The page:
After travelling through Wales we visited my father and mother’s graves at Sheriff Hales, Shifnal, Shropshire and Mr Balwich, who was a great help to us. We have photographs of the grave at Sheriff Hales. Our neighbour, Mr Fowler, was still alive and 94 years of age. When we visited him at Shifnal he was living with his son-in-law who was not pleased to see us at all although we came all the way from Australia.

We next visited your Great Uncle, Eric (my only brother now living) at 10 Ashtree Drive, Little Keaton, Wirral, Cheshire. As he and his wife, Selina, had no accommodation we had to drive 50 miles to see him. We were then staying near Mold in North Wales where we met our old neighbours from Mount Helena, Mrs Majorie Woods. Eric and Selina also have no children. The district where Eric lives is particularly bad for obtaining any sort of accommodation but in North Wales we stayed at a lovely place called The Woodlands run by Mrs Fadden and her husband – very nice people.

A very old friend of the Graham family, Miss Lena Forbes, was living in Belfast, Northern Ireland and we hoped to see her when we went for trip to Europe. In fact she sent us brochures of all the tourist places. Unfortunately, she passed on in 1968. After that her friend, Charlotte Irvine, wrote to us and we met her in Belfast at 52 Summerton Park Road. After driving off the boat, “The Duke of Argyle”, we had breakfast with Charlotte then drove to Larne to book our trip to Stranraer in Scotland for a week’s time. It was wonderful being able to drive on and off the boat on both occasions. I have a separate record of our whole trip so will not bore you with the details here.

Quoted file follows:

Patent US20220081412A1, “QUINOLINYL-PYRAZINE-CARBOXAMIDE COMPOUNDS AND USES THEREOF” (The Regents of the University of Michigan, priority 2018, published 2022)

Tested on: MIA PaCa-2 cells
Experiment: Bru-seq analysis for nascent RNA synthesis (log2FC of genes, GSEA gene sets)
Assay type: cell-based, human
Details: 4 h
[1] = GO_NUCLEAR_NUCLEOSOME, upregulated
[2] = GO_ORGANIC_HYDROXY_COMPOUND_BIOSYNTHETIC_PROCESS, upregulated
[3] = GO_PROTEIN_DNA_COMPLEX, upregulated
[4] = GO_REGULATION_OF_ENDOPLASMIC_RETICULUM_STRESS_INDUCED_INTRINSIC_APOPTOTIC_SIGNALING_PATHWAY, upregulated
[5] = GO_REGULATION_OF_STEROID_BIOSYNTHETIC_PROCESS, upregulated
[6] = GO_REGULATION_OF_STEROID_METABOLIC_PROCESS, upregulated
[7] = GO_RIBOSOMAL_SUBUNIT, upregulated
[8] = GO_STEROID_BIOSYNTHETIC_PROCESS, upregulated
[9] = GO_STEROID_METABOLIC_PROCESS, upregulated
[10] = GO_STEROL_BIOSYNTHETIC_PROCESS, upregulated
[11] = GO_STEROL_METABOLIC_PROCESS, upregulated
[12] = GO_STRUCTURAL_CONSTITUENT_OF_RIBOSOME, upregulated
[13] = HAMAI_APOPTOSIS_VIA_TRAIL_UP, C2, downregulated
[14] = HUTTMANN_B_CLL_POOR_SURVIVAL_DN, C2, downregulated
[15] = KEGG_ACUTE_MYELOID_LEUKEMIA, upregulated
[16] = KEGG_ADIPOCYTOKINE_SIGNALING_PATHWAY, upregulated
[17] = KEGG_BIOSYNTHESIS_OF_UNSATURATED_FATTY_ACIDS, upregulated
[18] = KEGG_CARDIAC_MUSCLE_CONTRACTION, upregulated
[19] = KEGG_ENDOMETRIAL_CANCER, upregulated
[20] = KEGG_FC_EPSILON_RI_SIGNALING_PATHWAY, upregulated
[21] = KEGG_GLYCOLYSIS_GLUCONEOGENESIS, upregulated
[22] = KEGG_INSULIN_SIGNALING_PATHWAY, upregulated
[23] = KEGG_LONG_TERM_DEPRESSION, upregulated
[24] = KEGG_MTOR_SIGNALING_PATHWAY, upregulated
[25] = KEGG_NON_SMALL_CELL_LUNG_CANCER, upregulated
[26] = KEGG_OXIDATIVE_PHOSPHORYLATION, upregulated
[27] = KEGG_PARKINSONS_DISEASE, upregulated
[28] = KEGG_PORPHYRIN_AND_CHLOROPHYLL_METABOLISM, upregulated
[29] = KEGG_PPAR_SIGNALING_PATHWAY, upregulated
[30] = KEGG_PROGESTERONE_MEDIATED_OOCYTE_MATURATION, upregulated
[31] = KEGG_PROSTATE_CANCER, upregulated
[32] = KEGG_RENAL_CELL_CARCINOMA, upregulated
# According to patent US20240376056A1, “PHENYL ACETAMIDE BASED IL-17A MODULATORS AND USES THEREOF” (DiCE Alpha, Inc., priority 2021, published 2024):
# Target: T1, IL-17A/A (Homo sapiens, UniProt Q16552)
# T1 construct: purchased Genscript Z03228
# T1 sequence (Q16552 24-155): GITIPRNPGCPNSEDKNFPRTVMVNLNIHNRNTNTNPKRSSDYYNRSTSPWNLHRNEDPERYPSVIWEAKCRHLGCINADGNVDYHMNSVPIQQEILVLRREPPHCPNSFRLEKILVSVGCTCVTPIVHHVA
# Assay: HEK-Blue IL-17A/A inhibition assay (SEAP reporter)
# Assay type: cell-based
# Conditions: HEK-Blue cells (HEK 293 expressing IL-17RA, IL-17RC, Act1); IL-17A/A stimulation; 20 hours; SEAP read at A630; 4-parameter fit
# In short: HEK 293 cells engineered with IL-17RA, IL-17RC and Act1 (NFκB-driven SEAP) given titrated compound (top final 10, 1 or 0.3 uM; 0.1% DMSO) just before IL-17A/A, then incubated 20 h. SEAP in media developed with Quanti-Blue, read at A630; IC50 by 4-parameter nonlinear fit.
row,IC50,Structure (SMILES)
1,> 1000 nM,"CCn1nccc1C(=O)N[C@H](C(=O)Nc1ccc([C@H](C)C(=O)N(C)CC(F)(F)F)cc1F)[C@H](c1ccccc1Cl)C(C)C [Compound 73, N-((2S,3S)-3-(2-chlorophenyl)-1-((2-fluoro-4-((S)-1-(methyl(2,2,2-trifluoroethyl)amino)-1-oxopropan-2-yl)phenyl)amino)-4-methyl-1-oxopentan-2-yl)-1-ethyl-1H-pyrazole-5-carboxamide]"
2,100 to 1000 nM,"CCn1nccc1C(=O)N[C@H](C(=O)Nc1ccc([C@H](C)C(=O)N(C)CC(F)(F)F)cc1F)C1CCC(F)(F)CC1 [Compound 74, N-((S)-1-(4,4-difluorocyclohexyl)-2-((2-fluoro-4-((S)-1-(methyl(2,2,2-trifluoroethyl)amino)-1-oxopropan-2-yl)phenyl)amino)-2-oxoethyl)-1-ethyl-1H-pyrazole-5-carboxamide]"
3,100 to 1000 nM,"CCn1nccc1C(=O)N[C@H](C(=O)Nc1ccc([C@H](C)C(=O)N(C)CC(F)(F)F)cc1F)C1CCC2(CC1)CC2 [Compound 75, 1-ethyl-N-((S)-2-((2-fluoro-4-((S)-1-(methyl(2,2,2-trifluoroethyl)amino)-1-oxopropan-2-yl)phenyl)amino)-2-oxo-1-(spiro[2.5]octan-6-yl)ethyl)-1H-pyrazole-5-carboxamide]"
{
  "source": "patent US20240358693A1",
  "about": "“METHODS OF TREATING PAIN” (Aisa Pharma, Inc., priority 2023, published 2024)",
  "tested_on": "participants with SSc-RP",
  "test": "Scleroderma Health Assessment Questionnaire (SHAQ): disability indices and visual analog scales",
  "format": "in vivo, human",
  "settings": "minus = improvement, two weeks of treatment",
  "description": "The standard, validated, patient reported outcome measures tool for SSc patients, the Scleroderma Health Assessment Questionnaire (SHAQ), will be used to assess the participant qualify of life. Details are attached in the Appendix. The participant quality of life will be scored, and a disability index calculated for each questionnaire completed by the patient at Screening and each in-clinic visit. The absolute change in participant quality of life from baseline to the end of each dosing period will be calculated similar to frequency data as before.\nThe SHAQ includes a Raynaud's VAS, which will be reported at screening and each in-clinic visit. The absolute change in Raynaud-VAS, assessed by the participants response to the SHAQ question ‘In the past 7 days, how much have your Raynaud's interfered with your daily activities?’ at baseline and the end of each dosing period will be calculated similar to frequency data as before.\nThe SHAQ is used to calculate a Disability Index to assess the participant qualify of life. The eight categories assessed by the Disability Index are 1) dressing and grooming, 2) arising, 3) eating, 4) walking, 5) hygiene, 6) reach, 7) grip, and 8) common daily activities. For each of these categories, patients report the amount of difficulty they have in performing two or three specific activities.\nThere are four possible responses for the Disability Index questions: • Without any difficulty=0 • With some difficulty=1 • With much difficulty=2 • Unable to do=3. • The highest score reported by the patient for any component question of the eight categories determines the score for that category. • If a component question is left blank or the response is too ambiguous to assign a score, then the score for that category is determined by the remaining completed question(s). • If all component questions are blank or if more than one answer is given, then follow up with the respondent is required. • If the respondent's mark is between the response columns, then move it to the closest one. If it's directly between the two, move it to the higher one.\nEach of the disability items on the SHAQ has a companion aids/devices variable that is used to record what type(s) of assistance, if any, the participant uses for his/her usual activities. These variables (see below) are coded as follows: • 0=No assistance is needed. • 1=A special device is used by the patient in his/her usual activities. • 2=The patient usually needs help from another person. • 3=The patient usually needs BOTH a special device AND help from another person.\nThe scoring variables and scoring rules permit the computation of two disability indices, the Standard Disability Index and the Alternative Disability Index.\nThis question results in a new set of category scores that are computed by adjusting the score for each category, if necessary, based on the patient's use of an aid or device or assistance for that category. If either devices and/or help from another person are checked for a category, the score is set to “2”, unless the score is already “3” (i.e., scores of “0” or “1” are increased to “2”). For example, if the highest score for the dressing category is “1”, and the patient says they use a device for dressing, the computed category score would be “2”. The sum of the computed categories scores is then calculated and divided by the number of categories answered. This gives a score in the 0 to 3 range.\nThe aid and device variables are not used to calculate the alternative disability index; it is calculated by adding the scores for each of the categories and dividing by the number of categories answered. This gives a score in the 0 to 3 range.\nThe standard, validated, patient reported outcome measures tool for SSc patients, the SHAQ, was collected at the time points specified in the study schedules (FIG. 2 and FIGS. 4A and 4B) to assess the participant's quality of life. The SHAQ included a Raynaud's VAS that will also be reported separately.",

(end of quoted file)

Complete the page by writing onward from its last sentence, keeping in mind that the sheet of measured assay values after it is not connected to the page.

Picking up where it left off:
After leaving Southampton on “The Himalaya”, we travelled via the Panama Canal and across the Pacific to Australia. When we called in at Vancouver we were met by Bill and Muriel Thorne who drove us around to see all of the sights and took us to lunch at a lovely upstairs restaurant overlooking the harbour. Your mother can explain to you who these people are perhaps better than I can. Anyway, you Grandmother, Nancy, and her sister, Janette, got a note from the Police Department saying that someone in Vancouver, Canada was looking for the descendants of William Grieve, formerly of Glasgow, who were now living in Australia. This someone turned out to be Mrs Jean Black (Aunt Jean) in her letters to Nancy. She often spoke of her sister, Mrs Thorne. We met this lady then 93 years of age while in Vancouver. Bill Thorne is her son and now their daughter has just got married and lives in Edmonton. While in Scotland we tried to contact some of your grandmother’s relatives but were unsuccessful.

23 June 1974

Your mother has a bible that once belonged to the Grieve Family and has the birthdays in it of Mr William Grieve (Nancy’s father) and his older relatives. Therefore, the book must be at least one hundred years old.

17 August 1974

Now I will tell you something about my doings since I took up the Mount Helena property. When you take up new land in Western Australia or any other country it is most beneficial to have a job as well unless you have a big banking account in which you would not need to take up new land. There was never any work in the Mount Helena district after the Timber Mill closed down and that was long before my time. So for years I worked in the Kalamunda District and used to come over here on weekends and holidays. After working several years at Mrs Houghton’s and Joe Gray’s of Bickley Valley I eventually got a better job at Wilson and John’s Nursery at Carmel and I was there from 1936 to 1940.

Keighley with his three grandchildren at Algate Farm, Mount Helena
Figure 41: Keighley with his three grandchildren at Algate Farm, Mount Helena.
This is perhaps one of the last photographs of Keighley with his grandchildren, Stephanie (left), Kellie (middle right) and Grant (right) before he passed away on 11 December 1974.